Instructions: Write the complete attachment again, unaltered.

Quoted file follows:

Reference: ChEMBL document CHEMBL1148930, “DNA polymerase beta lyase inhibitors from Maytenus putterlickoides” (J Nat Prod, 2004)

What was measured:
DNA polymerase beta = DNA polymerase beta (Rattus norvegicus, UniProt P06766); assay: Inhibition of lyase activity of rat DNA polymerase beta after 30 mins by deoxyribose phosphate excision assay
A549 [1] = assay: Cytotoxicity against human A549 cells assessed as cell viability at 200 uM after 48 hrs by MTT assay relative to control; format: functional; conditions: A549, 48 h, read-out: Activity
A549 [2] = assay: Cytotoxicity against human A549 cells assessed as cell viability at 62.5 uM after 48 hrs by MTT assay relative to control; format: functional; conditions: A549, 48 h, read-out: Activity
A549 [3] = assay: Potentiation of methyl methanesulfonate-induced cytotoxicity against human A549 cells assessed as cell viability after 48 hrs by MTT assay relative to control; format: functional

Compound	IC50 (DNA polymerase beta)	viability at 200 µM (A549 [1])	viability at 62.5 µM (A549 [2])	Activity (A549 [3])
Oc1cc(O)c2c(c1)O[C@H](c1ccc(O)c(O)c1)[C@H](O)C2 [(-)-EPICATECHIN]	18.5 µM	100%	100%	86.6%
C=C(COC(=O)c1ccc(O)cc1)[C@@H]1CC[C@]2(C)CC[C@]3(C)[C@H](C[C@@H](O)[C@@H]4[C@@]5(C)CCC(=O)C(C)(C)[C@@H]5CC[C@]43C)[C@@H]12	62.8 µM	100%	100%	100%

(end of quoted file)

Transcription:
Reference: ChEMBL document CHEMBL1148930, “DNA polymerase beta lyase inhibitors from Maytenus putterlickoides” (J Nat Prod, 2004)

What was measured:
DNA polymerase beta = DNA polymerase beta (Rattus norvegicus, UniProt P06766); assay: Inhibition of lyase activity of rat DNA polymerase beta after 30 mins by deoxyribose phosphate excision assay
A549 [1] = assay: Cytotoxicity against human A549 cells assessed as cell viability at 200 uM after 48 hrs by MTT assay relative to control; format: functional; conditions: A549, 48 h, read-out: Activity
A549 [2] = assay: Cytotoxicity against human A549 cells assessed as cell viability at 62.5 uM after 48 hrs by MTT assay relative to control; format: functional; conditions: A549, 48 h, read-out: Activity
A549 [3] = assay: Potentiation of methyl methanesulfonate-induced cytotoxicity against human A549 cells assessed as cell viability after 48 hrs by MTT assay relative to control; format: functional

Compound	IC50 (DNA polymerase beta)	viability at 200 µM (A549 [1])	viability at 62.5 µM (A549 [2])	Activity (A549 [3])
Oc1cc(O)c2c(c1)O[C@H](c1ccc(O)c(O)c1)[C@H](O)C2 [(-)-EPICATECHIN]	18.5 µM	100%	100%	86.6%
C=C(COC(=O)c1ccc(O)cc1)[C@@H]1CC[C@]2(C)CC[C@]3(C)[C@H](C[C@@H](O)[C@@H]4[C@@]5(C)CCC(=O)C(C)(C)[C@@H]5CC[C@]43C)[C@@H]12	62.8 µM	100%	100%	100%